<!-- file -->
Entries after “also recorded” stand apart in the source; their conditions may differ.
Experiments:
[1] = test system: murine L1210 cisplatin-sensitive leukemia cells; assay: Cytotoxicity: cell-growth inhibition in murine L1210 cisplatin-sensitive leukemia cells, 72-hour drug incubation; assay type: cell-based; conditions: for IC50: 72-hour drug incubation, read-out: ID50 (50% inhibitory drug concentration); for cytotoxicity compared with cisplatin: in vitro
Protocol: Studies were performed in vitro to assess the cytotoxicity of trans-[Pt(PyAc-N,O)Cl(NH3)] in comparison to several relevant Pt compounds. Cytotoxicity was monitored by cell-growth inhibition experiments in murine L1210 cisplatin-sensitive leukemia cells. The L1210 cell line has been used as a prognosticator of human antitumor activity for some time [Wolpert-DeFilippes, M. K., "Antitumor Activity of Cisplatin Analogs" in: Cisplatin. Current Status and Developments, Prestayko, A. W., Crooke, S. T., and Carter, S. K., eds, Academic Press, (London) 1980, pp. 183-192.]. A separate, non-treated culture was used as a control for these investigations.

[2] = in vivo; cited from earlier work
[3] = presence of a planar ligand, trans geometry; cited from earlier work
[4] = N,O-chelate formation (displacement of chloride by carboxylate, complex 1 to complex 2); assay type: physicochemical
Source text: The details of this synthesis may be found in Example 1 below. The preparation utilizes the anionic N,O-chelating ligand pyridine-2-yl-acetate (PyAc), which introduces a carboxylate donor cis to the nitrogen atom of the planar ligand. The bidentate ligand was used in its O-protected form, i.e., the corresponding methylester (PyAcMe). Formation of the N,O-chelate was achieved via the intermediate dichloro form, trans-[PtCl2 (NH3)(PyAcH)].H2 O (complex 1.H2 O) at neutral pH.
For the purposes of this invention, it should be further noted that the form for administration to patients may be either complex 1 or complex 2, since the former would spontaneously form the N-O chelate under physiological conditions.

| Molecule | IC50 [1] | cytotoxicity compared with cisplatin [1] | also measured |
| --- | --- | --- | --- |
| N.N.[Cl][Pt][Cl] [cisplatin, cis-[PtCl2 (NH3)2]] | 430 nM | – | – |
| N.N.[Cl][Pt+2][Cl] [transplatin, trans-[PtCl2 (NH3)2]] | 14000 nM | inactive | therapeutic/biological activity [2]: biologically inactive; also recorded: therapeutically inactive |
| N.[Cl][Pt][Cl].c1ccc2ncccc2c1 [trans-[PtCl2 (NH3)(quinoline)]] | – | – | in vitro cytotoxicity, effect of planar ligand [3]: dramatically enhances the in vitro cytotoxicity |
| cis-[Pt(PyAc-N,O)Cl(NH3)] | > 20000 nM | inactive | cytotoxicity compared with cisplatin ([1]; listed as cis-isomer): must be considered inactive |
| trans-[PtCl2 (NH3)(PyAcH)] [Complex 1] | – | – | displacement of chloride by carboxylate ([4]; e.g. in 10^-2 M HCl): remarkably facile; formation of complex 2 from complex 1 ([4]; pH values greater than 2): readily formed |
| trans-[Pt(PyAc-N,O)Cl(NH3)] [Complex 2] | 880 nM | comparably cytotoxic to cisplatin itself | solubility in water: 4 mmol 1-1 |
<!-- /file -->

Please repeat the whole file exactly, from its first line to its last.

Entries after “also recorded” stand apart in the source; their conditions may differ.
Experiments:
[1] = test system: murine L1210 cisplatin-sensitive leukemia cells; assay: Cytotoxicity: cell-growth inhibition in murine L1210 cisplatin-sensitive leukemia cells, 72-hour drug incubation; assay type: cell-based; conditions: for IC50: 72-hour drug incubation, read-out: ID50 (50% inhibitory drug concentration); for cytotoxicity compared with cisplatin: in vitro
Protocol: Studies were performed in vitro to assess the cytotoxicity of trans-[Pt(PyAc-N,O)Cl(NH3)] in comparison to several relevant Pt compounds. Cytotoxicity was monitored by cell-growth inhibition experiments in murine L1210 cisplatin-sensitive leukemia cells. The L1210 cell line has been used as a prognosticator of human antitumor activity for some time [Wolpert-DeFilippes, M. K., "Antitumor Activity of Cisplatin Analogs" in: Cisplatin. Current Status and Developments, Prestayko, A. W., Crooke, S. T., and Carter, S. K., eds, Academic Press, (London) 1980, pp. 183-192.]. A separate, non-treated culture was used as a control for these investigations.

[2] = in vivo; cited from earlier work
[3] = presence of a planar ligand, trans geometry; cited from earlier work
[4] = N,O-chelate formation (displacement of chloride by carboxylate, complex 1 to complex 2); assay type: physicochemical
Source text: The details of this synthesis may be found in Example 1 below. The preparation utilizes the anionic N,O-chelating ligand pyridine-2-yl-acetate (PyAc), which introduces a carboxylate donor cis to the nitrogen atom of the planar ligand. The bidentate ligand was used in its O-protected form, i.e., the corresponding methylester (PyAcMe). Formation of the N,O-chelate was achieved via the intermediate dichloro form, trans-[PtCl2 (NH3)(PyAcH)].H2 O (complex 1.H2 O) at neutral pH.
For the purposes of this invention, it should be further noted that the form for administration to patients may be either complex 1 or complex 2, since the former would spontaneously form the N-O chelate under physiological conditions.

| Molecule | IC50 [1] | cytotoxicity compared with cisplatin [1] | also measured |
| --- | --- | --- | --- |
| N.N.[Cl][Pt][Cl] [cisplatin, cis-[PtCl2 (NH3)2]] | 430 nM | – | – |
| N.N.[Cl][Pt+2][Cl] [transplatin, trans-[PtCl2 (NH3)2]] | 14000 nM | inactive | therapeutic/biological activity [2]: biologically inactive; also recorded: therapeutically inactive |
| N.[Cl][Pt][Cl].c1ccc2ncccc2c1 [trans-[PtCl2 (NH3)(quinoline)]] | – | – | in vitro cytotoxicity, effect of planar ligand [3]: dramatically enhances the in vitro cytotoxicity |
| cis-[Pt(PyAc-N,O)Cl(NH3)] | > 20000 nM | inactive | cytotoxicity compared with cisplatin ([1]; listed as cis-isomer): must be considered inactive |
| trans-[PtCl2 (NH3)(PyAcH)] [Complex 1] | – | – | displacement of chloride by carboxylate ([4]; e.g. in 10^-2 M HCl): remarkably facile; formation of complex 2 from complex 1 ([4]; pH values greater than 2): readily formed |
| trans-[Pt(PyAc-N,O)Cl(NH3)] [Complex 2] | 880 nM | comparably cytotoxic to cisplatin itself | solubility in water: 4 mmol 1-1 |